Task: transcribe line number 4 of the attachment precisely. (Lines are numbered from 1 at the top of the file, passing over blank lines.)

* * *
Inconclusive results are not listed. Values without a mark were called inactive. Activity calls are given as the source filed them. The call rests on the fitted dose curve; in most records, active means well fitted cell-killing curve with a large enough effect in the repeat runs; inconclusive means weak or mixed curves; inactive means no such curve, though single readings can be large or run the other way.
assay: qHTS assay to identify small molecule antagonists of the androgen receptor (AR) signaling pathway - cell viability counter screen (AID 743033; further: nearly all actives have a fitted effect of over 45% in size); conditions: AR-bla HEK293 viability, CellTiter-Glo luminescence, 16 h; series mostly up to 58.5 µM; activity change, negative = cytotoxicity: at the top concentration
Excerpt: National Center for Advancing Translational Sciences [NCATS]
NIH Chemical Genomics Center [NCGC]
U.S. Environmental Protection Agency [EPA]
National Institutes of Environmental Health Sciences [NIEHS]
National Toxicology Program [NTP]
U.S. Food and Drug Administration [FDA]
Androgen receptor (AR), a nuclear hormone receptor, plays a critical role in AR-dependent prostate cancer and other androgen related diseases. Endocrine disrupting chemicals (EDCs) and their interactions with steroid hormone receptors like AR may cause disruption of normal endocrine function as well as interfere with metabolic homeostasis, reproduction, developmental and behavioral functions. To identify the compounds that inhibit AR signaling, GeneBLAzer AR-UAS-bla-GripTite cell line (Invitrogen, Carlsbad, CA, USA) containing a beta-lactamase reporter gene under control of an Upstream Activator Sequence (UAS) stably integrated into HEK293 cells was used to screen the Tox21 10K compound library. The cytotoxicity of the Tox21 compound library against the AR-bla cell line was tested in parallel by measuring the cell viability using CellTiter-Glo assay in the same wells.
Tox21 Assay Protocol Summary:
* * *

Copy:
NIH Chemical Genomics Center [NCGC]